In 2004, Clarke estimated “that approximately 10,000 Cochrane reviews are needed to cover all health care interventions that have already been investigated in controlled trials, and these reviews will need to be updated at the rate of 5000 per year” (Clarke, 2004). This number has only increased since Clarke projected this number nearly 10 years ago as reflected by the 30,000 systematic reviews available in PubMed Health which includes reviews published starting in January 2003. Systematic reviews have guided changes in practices, guidelines, and policies for clinicians, healthcare professionals, and the law (Brownson, Chriqui, and Stamatakis, 2009).
Assertion 3: Institute of Medicine of the National Academies standards for reviews require that a librarian be part of the process/team.
The Institute of Medicine of the National Academies (2011) has two standards referring to librarians:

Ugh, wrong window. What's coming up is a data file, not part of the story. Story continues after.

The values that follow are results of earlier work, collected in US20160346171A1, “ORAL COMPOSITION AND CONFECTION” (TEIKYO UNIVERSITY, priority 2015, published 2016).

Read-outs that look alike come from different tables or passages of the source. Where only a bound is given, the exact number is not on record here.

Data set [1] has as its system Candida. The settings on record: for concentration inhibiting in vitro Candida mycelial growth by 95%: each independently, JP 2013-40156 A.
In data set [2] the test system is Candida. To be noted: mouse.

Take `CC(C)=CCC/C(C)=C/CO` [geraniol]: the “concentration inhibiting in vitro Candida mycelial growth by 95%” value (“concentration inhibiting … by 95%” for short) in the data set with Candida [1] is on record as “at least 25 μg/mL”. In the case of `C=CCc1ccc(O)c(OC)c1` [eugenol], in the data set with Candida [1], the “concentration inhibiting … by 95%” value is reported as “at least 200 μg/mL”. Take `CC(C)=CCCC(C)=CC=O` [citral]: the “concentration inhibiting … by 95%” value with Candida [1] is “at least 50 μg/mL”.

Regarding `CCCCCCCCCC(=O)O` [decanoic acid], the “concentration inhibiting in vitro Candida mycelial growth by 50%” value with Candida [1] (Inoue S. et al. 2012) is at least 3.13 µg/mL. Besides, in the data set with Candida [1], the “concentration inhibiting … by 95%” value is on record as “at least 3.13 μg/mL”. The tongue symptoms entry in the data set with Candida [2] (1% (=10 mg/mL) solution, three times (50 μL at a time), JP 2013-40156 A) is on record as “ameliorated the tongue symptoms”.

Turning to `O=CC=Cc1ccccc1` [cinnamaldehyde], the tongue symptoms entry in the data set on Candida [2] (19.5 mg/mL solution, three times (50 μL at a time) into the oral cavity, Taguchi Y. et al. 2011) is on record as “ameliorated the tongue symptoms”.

3.1.1 Work with a librarian or other information specialist trained in performing systematic reviews to plan the search strategy
3.1.3 Use an independent librarian or other information specialist to peer review the search strategy
Assertion 4: Systematic review methods are complex and take years to fully learn.
Conducting searches for systematic reviews goes beyond expert searching and requires an understanding of the entire process of the systematic review. Just as expert searching is not fully mastered by the end of a library degree, mastering the systematic review process takes a great deal of time and practice. Attending workshops and webinars can introduce the topic, but application of the knowledge through practice is required. Courses on systematic reviews are starting to be included in library school curriculums.